April 22nd, 2002, 02:00 PM
Vulnerability: Raptor Firewall FTP Bounce
The Raptor Firewall can make an FTP server behind it vulnerable to the well-known
FTP bounce vulnerability even if the FTP server used is not susceptible to this issue.
While performing a penetration test for a customer, we discovered that their FTP server
was vulnerable to the well-known FTP Bounce attack from the Internet. However, subsequent
conversation with the customer showed that the FTP server itself (a recent version of
wu-ftp) was not vulnerable to the FTP bounce attack.
It appears that the Raptor Firewall's FTP proxy was somehow making the FTP server vulnerable
to the FTP bounce vulnerability even though the FTP server itself was immune to this problem.
The Firewall vendor (Symantec) have been informed of this issue.
Firewall: Raptor 6.5.3i on Sun Solaris 7
FTP Server: wu-ftpd on internal network with anonymous access
Config: Using built-in Raptor FTP proxy for inbound FTP access from Internet
We verified and analysed the vulnerability using the following setup:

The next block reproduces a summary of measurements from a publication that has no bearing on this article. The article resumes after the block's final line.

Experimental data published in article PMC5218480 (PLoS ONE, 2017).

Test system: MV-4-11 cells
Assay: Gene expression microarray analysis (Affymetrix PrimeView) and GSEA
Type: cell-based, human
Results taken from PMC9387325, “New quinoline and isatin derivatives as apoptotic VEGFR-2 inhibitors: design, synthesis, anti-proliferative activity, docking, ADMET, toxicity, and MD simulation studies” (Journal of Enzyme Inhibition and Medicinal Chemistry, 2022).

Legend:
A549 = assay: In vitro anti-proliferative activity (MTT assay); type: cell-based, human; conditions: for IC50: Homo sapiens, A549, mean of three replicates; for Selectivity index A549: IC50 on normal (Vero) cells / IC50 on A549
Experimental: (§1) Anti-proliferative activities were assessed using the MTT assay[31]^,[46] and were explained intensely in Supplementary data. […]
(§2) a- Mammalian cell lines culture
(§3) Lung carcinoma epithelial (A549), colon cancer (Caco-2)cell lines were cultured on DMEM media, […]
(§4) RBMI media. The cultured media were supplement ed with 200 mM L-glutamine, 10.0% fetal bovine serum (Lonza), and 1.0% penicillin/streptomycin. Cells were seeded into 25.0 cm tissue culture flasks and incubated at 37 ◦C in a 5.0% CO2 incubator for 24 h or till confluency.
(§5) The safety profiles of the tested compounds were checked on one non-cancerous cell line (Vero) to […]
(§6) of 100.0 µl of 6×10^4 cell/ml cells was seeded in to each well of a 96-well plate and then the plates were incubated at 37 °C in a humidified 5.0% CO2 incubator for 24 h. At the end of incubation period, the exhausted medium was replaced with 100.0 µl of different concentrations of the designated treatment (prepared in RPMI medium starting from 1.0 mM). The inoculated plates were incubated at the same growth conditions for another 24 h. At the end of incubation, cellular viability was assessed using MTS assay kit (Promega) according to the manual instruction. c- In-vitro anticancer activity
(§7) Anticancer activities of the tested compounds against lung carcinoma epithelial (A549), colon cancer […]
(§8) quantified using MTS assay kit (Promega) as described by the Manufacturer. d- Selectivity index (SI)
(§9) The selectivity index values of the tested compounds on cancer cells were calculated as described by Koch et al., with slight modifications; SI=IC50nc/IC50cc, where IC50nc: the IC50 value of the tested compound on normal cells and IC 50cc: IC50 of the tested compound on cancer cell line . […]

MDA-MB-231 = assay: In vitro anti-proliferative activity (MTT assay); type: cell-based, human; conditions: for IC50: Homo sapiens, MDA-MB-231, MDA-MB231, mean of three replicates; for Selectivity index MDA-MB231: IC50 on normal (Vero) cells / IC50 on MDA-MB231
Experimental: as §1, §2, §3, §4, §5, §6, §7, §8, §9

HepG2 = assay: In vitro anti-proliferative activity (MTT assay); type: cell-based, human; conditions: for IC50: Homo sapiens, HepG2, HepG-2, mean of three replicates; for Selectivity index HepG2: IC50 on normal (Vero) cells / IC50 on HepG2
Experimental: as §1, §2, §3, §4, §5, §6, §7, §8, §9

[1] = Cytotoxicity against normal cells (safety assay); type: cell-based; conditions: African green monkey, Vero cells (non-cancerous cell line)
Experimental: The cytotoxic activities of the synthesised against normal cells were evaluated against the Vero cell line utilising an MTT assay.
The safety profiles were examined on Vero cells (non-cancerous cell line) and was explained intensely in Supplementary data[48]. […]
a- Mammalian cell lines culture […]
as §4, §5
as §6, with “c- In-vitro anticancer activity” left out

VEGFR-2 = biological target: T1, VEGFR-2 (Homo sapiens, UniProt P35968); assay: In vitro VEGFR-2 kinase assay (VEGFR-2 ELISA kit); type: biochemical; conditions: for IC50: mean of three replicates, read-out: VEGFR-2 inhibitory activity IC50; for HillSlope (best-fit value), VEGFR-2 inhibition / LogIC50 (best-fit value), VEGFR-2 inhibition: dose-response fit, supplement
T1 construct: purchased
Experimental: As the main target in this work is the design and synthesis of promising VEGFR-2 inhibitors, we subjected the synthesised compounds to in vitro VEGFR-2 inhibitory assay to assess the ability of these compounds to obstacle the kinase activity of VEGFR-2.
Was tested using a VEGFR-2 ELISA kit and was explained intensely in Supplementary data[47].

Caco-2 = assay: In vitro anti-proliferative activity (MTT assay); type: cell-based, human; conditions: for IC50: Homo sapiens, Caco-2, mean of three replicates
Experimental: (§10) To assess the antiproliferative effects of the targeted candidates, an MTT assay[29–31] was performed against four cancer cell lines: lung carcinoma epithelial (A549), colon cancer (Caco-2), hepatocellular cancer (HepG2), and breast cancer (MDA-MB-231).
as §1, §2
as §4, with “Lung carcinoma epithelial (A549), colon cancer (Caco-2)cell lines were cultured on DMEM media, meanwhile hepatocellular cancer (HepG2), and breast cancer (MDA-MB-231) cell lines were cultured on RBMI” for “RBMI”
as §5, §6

1. "attacker" - A Linux system on the Internet that connects to the FTP server and
exploits the vulnerability
2. "victim" - A second Linux system on the Internet that is the target of the bounce attack
3. "server" - The FTP server. External address 18.104.22.168, internal 10.1.13.5
4. "Firewall" - The Raptor Firewall
We verified the FTP bounce vulnerability from the Internet and used the "tcpdump" packet
sniffer on the Internet "attacker", the Internet "victim" (target of the ftpbounce test) and the
FTP server to determine what was going on.
It turns out that the Raptor Firewall re-writes the inbound FTP "PORT" command and
changes the IP address to be the Hacker's IP rather than the Victim's, and the port number
to be another ephemeral port. This means that the FTP server cannot detect the FTP
bounce attack because it sees the correct IP address (the one of the hacker rather than
the victim) and an ephemeral port. However, when the FTP Server makes the outbound
connection to this IP address and port, the Firewall re-writes the IP address and port in
the packet to be the IP address and port of the victim which was originally specified by
Thus, the Raptor Firewall prevents the FTP Server from detecting the FTP bounce attack, and
permits the attack to take place. Because the FTP Server will always see the "correct" IP
address and port in the PORT command, it cannot determine that an FTP bounce attack is
being carried out and will accept the command.
Further information, including annotated "tcpdump" packet traces are available at:
April 22nd, 2002, 02:07 PM
I have to say: this is a very cool method to hide your IP if you plan to attack a site.